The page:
Author: Grant DelVecchio


ND 52, USF 0

Irish head coach Brian Kelly didn’t mince words in his postgame press conference after the season opening win over Duke.


“If [you were] expecting that we were going to come out like a shiny new car, [you’ve] been reading too much internet chatter,” Kelly said.


Given the circumstances: a new offensive coordinator, brand new offensive skill position starters across the board, and limited offseason practices, it was unrealistic to expect the Irish offense to come out firing on all cylinders in their first game. With that being said, as No. 7 Notre Dame prepared for another home contest against the University of South Florida, there were still plenty of questions to be answered.


Things got more difficult though, when Kelly watched his roster dwindle days before kickoff against USF. The team announced that eight players – Kyle Hamilton, Shayne Simon, Marist Liufau, Lawrence Keys, Ovie Oghoufo, Jahmir Smith, TaRiq Bracy and Brendon Clark – would be unavailable against the Bulls. Hamilton was out due to injury; the reason for the others wasn’t provided.


It seemed as though the headline would be about who wouldn’t play for Notre Dame, until the game actually started. Everyone who needed to step up on short notice did so and then some, and the Irish (2-0, 1-0) coasted to a 52-0 blowout victory in front of 10,085 over the Bulls (1-1). 


Again, it was the run game that carried Notre Dame behind one of the best offensive line units in the entire country; all six Irish offensive touchdowns came on the ground. Junior C’Bo Flemister led the way with 127 yards and a score, while freshman Chris Tyree and sophomore Kyren Williams continued to impress. Both rushed for over 60 yards and Tyree picked up his first career touchdown. Plus, Ian Book became the first Notre Dame football quarterback in the modern era to run for three touchdowns in one half, all on short keepers.


In the season opener, it was Williams who stole the show offensively. Against USF, sophomore linebacker Jack Kiser made waves on defense. Kiser, who went from the scout team midweek to the starting lineup Saturday, ended up leading the Irish with eight tackles and two tackles for loss. His performance earned him the game ball. The Notre Dame secondary was also impressive.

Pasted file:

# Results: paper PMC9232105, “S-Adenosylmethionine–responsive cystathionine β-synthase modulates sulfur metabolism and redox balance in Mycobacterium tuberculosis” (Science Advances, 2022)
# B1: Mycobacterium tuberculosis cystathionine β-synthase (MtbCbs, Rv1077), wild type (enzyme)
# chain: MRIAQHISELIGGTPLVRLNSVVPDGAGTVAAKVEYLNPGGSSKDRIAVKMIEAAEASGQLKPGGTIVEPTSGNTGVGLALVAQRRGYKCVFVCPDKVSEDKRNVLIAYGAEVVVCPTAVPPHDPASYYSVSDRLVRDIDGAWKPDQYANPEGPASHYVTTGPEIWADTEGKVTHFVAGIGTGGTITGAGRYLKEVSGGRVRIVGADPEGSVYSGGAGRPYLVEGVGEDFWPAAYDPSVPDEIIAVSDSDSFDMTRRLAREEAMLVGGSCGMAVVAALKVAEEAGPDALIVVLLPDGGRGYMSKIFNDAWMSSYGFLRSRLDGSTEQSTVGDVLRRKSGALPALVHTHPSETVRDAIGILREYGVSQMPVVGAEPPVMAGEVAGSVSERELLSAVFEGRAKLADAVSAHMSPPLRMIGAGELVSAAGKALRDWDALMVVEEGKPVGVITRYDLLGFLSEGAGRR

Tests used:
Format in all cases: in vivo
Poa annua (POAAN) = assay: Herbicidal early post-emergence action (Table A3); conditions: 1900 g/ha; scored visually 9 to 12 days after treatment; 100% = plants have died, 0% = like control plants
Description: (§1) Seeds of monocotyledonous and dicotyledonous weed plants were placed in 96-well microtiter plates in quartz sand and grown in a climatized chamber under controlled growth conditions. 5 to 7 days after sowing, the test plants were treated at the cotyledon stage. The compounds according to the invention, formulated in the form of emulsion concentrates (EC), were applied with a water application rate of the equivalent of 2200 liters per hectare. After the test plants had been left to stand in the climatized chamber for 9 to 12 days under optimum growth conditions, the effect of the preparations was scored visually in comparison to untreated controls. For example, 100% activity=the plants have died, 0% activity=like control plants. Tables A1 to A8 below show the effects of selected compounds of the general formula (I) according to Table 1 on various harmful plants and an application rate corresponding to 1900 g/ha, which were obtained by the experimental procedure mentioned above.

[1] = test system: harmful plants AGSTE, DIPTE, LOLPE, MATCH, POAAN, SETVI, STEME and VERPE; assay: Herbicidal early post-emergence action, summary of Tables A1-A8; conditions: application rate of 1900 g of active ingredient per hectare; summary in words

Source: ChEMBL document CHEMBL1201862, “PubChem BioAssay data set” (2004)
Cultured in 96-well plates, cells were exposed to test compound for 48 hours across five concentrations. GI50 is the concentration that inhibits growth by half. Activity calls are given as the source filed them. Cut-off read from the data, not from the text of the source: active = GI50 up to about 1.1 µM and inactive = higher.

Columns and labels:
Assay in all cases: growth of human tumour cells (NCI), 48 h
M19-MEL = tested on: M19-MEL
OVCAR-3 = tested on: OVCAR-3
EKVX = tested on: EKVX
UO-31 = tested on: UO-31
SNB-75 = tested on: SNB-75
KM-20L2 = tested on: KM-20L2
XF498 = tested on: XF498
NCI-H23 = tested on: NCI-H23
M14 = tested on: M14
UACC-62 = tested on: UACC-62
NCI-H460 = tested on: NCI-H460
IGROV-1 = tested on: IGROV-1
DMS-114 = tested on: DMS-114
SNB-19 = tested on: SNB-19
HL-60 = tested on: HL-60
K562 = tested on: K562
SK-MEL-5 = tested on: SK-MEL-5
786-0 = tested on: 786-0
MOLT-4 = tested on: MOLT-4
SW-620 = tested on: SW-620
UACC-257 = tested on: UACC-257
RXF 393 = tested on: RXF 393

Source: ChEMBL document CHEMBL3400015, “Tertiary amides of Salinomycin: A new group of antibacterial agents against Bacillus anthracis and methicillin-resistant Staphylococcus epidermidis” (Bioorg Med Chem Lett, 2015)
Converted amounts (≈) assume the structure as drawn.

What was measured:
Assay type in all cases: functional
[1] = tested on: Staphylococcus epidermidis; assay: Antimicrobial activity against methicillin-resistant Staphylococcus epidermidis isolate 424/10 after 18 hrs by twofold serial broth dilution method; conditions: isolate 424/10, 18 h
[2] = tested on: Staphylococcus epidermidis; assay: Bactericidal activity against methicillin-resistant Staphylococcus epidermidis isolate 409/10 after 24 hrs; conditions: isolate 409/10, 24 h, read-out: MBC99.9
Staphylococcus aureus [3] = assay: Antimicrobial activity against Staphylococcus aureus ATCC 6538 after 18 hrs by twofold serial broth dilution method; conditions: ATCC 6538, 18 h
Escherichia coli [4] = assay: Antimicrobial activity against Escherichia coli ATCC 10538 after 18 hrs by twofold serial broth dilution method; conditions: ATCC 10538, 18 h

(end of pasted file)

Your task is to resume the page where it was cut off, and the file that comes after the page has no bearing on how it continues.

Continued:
Against Duke, Bracy and graduate transfer cornerback Nick McCloud led the team in defensive snaps played. Against USF, the team was down Bracy and Hamilton, and McCloud was playing limited snaps, which meant much more playing time for freshman Clarence Lewis, sophomores KJ Wallace and Cam Hart and juniors Houston Griffith and DJ Brown. USF had just one completion of 20 yards or more and 125 passing yards total split between three different QBs. Griffith and Lewis, who were emergency starters like Kiser, tied for second on the team with five tackles each.


Notre Dame dominated from start to finish, putting up 429 total yards compared to USF’s 231.

Unfortunately for Notre Dame, the passing woes continued for third year starter Book against a bad Bulls secondary. Book finished 12 of 19 for 143 yards through the air. Wide receivers accounted for just four catches and 41 yards total, even with the return of junior Braden Lenzy. 


Junior tight end Tommy Tremble led the team in receiving for the second straight week with three catches for 60 yards. After two weeks, it seemed clear that Notre Dame needed more at receiver if they wanted to make a title run.


Notre Dame wasn’t at full strength and still managed to pull out a 52-0 win, its 20th consecutive win at home. While the team may not have been close to where it needs to be for when Clemson comes to town in early November, Saturday revealed a team willing and able to step up to the challenge from top to bottom.